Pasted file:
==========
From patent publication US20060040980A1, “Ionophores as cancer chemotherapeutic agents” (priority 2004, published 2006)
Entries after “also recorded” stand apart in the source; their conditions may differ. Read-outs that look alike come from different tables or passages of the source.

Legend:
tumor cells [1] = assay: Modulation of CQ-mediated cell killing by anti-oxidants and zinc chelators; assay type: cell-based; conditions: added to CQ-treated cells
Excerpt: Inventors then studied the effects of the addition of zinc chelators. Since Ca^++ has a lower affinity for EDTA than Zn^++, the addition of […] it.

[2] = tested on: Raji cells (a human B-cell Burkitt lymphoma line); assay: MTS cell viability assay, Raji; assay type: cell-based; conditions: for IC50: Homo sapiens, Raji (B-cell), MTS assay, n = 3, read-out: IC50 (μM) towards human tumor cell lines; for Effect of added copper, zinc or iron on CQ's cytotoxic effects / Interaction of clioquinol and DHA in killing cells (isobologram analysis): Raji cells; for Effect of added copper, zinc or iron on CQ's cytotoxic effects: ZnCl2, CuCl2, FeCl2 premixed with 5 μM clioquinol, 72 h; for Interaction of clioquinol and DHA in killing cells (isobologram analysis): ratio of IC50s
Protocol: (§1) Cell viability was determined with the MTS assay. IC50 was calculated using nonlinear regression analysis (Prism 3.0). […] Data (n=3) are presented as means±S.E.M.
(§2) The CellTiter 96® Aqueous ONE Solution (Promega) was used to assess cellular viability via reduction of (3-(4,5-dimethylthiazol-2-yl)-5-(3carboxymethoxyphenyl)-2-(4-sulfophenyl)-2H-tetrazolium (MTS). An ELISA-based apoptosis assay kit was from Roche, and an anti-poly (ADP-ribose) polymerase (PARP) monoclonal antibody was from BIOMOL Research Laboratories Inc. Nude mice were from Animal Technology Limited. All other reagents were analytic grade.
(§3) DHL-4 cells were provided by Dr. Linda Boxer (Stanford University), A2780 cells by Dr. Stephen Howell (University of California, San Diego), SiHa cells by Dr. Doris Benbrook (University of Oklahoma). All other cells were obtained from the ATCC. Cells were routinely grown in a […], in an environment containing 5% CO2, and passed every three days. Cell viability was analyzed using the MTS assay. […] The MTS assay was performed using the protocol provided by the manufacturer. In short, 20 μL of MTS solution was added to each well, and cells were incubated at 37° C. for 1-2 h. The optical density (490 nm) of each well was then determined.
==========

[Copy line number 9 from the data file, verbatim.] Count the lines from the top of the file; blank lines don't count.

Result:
(§3) DHL-4 cells were provided by Dr. Linda Boxer (Stanford University), A2780 cells by Dr. Stephen Howell (University of California, San Diego), SiHa cells by Dr. Doris Benbrook (University of Oklahoma). All other cells were obtained from the ATCC. Cells were routinely grown in a […], in an environment containing 5% CO2, and passed every three days. Cell viability was analyzed using the MTS assay. […] The MTS assay was performed using the protocol provided by the manufacturer. In short, 20 μL of MTS solution was added to each well, and cells were incubated at 37° C. for 1-2 h. The optical density (490 nm) of each well was then determined.